I need to confess that at the start that I am suspicious when a pharmaceutical company offers to pay for anything on behalf of patients. Such programs usually have a strong link to the company's bottom line. I cite as evidence my previous note about drug company assistance programs (see: Patient Assistance Programs Keep Drug Prices High and May Actually Be Illegal). Although patients may view them as beneficial, they are designed to provide an incentive for the patients and insurance companies to continue to pay inflated prices for brand name drugs. Here's a quote from my previous note: "Offsetting the cost of some very expensive drugs serves as an incentive for patients, and their prescribing doctors, to continue to use them rather than searching for less expensive but equivalent drugs." Now comes news that AstraZeneca will pay for patients to have a personal digital health coach (see: AstraZeneca will pay for patients to have a personal digital health coach). Below are some details about the program from the article:
....Vida is partnering with AstraZeneca to launch “Day by Day”, a program that focuses specifically on cardiac rehabilitation patients.The most notable part of this partnership is AstraZeneca will pick up the fee for patients in participating hospitals and health facilities. The cost to use Vida is $45 per month or $249 per year. For AstraZeneca to pick up this cost is a huge deal. Compliance in post cardiac intervention care is critical for better outcomes. Having the ability to discharge a patient with a personal health coach who will help make sure your instructions are followed and your patient is actually following their new diet and medications is tremendous.The platform is currently unbranded, so patient’s won’t see the pharmaceutical company’s name anywhere in the service. With digital health services becoming ubiquitous and cost relatively cheap — it makes sense for pharmaceutical companies and hospital systems to lean on these services to improve patient health. For a hospital, paying $250 for a patient to use a health coach is a lot cheaper than dealing with the issues that come with 30 day readmission penalties.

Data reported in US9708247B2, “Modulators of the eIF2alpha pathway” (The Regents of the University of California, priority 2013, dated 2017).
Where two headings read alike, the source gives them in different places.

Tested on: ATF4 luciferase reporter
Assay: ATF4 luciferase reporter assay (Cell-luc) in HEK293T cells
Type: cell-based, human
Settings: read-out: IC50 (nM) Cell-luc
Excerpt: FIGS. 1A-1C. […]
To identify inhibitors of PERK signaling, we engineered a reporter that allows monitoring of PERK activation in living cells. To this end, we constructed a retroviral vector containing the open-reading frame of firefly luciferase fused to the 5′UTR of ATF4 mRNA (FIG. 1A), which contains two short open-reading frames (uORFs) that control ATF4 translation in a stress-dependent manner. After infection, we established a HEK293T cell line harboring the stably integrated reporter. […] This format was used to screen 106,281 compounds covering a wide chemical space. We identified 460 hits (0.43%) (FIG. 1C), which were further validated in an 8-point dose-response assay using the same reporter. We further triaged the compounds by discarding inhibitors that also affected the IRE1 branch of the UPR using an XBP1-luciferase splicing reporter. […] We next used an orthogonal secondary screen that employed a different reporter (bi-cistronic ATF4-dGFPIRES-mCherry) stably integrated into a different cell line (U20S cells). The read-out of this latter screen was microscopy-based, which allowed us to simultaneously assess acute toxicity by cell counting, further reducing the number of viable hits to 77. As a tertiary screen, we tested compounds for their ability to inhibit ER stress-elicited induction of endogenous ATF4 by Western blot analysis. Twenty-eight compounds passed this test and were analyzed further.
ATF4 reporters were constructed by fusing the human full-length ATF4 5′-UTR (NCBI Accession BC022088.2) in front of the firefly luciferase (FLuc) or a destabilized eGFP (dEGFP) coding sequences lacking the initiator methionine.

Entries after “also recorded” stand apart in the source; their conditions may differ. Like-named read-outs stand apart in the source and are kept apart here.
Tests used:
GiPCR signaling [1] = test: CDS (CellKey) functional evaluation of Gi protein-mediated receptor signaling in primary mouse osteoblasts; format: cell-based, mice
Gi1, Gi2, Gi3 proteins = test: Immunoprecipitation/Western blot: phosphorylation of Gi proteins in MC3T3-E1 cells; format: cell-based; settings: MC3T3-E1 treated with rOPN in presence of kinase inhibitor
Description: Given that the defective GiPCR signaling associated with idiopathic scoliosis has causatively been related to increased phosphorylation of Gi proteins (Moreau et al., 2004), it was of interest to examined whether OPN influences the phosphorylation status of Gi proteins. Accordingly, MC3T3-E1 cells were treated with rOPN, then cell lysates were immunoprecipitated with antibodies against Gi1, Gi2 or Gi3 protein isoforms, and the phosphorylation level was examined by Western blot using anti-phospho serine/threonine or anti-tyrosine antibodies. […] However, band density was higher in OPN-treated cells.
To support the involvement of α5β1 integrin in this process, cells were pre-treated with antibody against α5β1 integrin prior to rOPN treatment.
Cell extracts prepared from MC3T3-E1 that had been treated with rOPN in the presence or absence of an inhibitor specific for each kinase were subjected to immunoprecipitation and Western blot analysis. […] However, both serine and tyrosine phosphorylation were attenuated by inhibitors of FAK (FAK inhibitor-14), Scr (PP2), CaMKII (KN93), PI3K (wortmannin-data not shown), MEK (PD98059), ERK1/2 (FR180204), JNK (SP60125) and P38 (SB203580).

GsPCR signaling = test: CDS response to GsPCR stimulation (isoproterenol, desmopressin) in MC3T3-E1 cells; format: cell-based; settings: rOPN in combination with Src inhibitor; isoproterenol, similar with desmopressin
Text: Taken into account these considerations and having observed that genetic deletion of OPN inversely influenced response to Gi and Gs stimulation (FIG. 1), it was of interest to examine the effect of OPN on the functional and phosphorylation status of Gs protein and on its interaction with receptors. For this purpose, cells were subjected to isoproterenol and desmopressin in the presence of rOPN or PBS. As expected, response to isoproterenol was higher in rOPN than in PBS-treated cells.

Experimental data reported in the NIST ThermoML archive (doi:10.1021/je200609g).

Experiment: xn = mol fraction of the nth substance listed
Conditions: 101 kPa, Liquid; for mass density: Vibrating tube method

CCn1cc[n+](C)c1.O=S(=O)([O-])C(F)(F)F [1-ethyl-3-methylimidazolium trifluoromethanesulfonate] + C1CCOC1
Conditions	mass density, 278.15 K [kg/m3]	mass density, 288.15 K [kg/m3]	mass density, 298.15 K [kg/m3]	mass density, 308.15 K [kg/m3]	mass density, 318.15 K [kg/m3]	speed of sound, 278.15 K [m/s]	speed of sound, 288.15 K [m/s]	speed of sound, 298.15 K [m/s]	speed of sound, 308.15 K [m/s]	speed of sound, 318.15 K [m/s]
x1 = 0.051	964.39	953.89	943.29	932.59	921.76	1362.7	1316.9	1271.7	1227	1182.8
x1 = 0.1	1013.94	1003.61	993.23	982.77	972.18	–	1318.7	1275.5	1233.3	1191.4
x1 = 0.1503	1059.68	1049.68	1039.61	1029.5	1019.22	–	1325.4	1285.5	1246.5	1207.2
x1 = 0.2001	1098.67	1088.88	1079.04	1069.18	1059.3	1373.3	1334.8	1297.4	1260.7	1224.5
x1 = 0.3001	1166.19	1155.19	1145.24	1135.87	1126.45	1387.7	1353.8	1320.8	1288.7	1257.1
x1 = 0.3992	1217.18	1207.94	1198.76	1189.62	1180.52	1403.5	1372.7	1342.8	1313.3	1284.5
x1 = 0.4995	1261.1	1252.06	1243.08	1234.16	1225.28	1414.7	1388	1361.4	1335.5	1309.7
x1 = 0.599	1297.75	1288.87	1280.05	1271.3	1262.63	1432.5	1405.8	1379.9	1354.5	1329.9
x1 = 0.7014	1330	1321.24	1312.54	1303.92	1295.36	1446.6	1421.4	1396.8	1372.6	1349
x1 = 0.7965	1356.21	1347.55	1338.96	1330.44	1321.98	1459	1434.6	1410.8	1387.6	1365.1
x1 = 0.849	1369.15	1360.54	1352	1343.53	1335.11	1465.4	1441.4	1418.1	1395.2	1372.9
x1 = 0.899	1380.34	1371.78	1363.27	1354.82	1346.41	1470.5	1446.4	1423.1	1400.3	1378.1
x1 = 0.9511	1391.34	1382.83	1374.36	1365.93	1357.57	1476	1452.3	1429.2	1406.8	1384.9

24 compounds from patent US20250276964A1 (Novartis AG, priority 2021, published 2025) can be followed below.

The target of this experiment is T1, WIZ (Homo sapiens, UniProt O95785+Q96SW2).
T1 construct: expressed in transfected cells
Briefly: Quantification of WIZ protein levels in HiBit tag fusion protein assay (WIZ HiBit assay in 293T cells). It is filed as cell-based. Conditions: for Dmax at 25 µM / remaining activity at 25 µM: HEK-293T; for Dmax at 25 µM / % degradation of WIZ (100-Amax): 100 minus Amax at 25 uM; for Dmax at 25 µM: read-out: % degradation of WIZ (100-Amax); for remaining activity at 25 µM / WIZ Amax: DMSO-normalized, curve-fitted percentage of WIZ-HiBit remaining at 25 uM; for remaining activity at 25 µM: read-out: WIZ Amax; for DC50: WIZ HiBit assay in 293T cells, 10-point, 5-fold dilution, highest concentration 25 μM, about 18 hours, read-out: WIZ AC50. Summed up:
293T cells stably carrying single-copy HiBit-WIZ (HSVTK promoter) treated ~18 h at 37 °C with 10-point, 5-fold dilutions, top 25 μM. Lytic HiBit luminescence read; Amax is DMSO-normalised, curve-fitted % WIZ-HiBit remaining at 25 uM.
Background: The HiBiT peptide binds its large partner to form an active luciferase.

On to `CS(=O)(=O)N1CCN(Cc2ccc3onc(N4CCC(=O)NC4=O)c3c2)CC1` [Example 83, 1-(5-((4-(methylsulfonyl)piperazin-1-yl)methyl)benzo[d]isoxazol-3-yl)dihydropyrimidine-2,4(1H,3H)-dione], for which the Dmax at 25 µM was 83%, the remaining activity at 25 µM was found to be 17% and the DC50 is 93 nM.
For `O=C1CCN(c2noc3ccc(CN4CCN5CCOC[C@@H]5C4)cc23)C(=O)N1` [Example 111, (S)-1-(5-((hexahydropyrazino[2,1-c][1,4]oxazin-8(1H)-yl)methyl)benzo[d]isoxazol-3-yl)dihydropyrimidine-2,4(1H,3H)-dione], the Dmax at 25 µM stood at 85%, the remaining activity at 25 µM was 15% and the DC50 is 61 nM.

In my mind, there is one primary reason for AstraZeneca to pay for a patient's health coach. It's to steer them to the company's cardiovascular and metabolic drugs (see: AstraZeneca cardiovascular & metabolic drugs). I suspect that this bias may not be always obvious to the patient but it will surely be present in some way. Vida and AstraZeneca will also have the opportunity through the health coach program to acquire information about patients that can be used later for marketing.
In this same vein, Vida and AstraZeneca are teaming up to provide an app to assist in post-heart attack recovery (see: Vida Health and AstraZeneca launch new app for post-heart attack recovery). I am a little surprised that the author of this Fortune article did not delve deeper into the motivation for AstraZeneca to develop such a product. I will bet that there are some subtle, or not so subtle hints, in the app to use AstraZeneca products. The company has also announced software to create a smart inhaler adherence program for patients (see: AstraZeneca, Adherium to create smart inhaler adherence program for patients). I have no objection to increasing patient adherence to drug regimens but such programs also increase drug sales.
To bolster my suspicions about the motivation of pharma companies regarding web sites and social media, I will refer the reader to two previous blog notes. The first described a Lilly questionnaire on the web ostensibly designed to determine if one was depressed (see: Rigged Depression Survey on the Web Steers Readers to Lilly's Cymbalta). It was rigged such that whatever answers one provided, the conclusion was that the respondent was at risk for major depression. The second note I posted four years ago about how the FDA was investigating the participation of pharma companies in social media such as Facebook (see: Limitations Placed on Big Pharma Facebook Pages). The basic premise was that the companies could covertly manipulate consumer opinions though these means. However and according to one source, the pharmaceutical industry has been largely ignoring social media, at lest for now, apparently out of concern for the FDA (see: Big Pharma Can't Figure Out Social Media, and the FDA Isn't Helping). Here's a quote from this article:
Pharmaceutical companies are finding that the best—or at least safest—route to take with social media is to just ignore it. Given the a so-far unadapted FDA regulatory scheme for communication via things like Twitter and YouTube comments, rules for how drug companies can and can’t interact with consumers online have remained prohibitively vague.